Last year, the junior high boys were region champions and are on track to achieve the same goal again this season. At the only home meet this season, eighth grader Sam Hetrick, beat the junior high course record that was set in 2007 by Nate Talleda. “I was very excited and pleased with myself,” Sam Hetrick said. “Beating a record was one of my all time goals.”

Senior captain Gabe DeYoung works to keep the team pushing towards excellence. The members of the team help motivate each other during each practice and meet to achieve their personal goals.

This season the team hopes to have the varsity boys at .500 or better, and the varsity girls to have a top two or three finish in the region. The runners will be in action again on Tuesday, Oct. 9 in a tri-meet with Conneaut Area and Rocky Grove at CASH. 

Plaza Lanes under new ownership, creating hopeful future for local bowling

by Nick Archacki, news editor and avid bowler

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Plaza Lanes in Meadville is under new ownership.

As a high class bowler, I have seen all types of bowling establishments across the United States in my sixteen years of competing in the sport. There are many definitions that can describe the appearance of a bowling center, but three significant words that stand out to me are: uniqueness, attributes, and downfalls. Throughout the years, I have seen centers rise and fall, thrive or fail. Theoretically, the appearance of a bowling alley affects customers’ and bowlers’ attitudes the moment they walk through the door, which can directly affect the bowling center’s profit and popularity.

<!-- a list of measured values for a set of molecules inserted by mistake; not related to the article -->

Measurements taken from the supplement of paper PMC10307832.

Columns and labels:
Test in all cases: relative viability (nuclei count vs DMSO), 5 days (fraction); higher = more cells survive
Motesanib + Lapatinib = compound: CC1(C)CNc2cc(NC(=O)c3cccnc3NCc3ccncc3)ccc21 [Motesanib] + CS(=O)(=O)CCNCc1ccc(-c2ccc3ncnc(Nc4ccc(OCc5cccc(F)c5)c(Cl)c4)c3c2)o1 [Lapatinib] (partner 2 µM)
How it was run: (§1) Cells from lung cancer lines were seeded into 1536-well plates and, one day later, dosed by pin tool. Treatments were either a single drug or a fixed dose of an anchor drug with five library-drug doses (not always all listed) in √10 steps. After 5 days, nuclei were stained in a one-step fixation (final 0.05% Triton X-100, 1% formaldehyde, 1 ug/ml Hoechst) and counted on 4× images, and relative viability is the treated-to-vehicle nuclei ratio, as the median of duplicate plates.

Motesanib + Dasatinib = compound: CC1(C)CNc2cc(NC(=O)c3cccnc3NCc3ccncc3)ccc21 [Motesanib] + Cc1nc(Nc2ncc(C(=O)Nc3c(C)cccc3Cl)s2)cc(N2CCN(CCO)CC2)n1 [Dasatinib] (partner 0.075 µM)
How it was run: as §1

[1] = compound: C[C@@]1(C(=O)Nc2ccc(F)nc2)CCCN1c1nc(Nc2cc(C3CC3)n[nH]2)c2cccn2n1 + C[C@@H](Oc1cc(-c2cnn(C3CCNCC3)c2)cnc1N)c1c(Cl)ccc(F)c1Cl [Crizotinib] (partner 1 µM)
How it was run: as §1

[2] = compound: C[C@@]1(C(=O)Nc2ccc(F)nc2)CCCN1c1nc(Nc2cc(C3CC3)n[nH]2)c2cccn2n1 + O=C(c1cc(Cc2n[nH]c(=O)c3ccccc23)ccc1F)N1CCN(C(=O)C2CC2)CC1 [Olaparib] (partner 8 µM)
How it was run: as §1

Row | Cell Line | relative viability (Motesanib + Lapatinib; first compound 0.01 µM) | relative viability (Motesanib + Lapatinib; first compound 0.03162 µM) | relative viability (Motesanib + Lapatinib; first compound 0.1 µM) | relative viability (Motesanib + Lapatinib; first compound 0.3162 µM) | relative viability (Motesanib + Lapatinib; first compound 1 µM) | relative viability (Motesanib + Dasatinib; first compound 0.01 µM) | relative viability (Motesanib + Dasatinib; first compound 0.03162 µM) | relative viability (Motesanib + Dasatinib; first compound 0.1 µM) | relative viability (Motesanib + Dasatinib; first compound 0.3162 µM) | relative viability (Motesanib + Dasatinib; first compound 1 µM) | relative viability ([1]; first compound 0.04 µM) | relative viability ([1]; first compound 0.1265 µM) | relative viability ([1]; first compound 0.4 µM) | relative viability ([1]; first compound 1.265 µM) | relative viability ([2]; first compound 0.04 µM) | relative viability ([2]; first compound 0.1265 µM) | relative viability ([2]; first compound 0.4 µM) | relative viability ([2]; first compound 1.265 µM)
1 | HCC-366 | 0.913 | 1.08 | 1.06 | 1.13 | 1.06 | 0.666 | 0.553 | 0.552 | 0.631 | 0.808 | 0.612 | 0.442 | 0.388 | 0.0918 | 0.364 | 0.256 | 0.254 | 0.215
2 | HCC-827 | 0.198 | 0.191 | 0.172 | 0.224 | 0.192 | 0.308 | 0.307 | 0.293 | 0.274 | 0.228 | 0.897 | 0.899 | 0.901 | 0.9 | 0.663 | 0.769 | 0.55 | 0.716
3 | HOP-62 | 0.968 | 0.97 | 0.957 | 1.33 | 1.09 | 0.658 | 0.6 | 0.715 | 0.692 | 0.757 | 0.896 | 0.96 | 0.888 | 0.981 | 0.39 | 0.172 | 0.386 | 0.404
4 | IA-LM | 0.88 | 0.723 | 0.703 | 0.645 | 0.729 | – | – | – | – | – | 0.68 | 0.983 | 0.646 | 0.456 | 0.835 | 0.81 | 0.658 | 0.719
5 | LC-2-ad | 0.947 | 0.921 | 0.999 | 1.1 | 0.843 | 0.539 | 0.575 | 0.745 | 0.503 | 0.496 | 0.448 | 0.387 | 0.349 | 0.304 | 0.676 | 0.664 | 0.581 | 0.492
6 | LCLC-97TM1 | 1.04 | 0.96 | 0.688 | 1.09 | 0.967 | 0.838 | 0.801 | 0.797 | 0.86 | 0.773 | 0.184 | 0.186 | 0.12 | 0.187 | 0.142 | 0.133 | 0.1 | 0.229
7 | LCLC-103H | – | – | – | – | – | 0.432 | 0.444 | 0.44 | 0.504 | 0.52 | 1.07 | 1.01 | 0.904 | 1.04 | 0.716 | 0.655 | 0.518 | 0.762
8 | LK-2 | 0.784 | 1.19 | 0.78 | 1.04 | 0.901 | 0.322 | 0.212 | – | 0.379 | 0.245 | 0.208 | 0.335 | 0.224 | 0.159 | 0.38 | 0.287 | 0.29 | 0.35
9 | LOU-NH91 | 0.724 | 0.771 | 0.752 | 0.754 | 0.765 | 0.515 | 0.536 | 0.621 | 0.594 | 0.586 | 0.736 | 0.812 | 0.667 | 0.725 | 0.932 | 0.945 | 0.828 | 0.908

Unfortunately, Plaza Lanes in Meadville has struggled over the past five years to bring in both revenue and bowlers. Many attribute this to the lack of funding put into maintenance after a fire burnt Plaza Lanes to the ground in April of 2001. Along with the lanes being closed multiple days of the week for two straight summers, the center has struggled with the additional loss of a fully functional restaurant and bar inside the building.

However, a brand new chapter of our community’s history has already begun, and the center’s future looks promising. After finalizing the anticipated sale on Aug. 24, Kurt Baird and Ramon Rodriguez are the new owners of Plaza Lanes. Baird and Rodriguez moved from Miami to Meadville and are excited for their new future as the owners of Plaza Lanes.

We were looking to change our living situation from big city to a small town, and being the new owners of Plaza Lanes is just what we were looking for,” Baird said. “Buying the center fits well into our prior job experiences and this new start to our lives has combined many of our goals together, it’s a dream come true for both of us.” 

Baird and Rodriguez mentioned that they have large shoes to fill with the purchase of Plaza Lanes, but they are ready to handle the new challenges and opportunities that will be presented to them in the upcoming years. “Our priorities are to make the bowling center the best it can be for our league/recreational bowlers and employees by making the building a clean, fun, family environment,” Baird said. “Seeing people having a good time is golden for us and when they thank you back for what you’ve provided for them, it feels great.”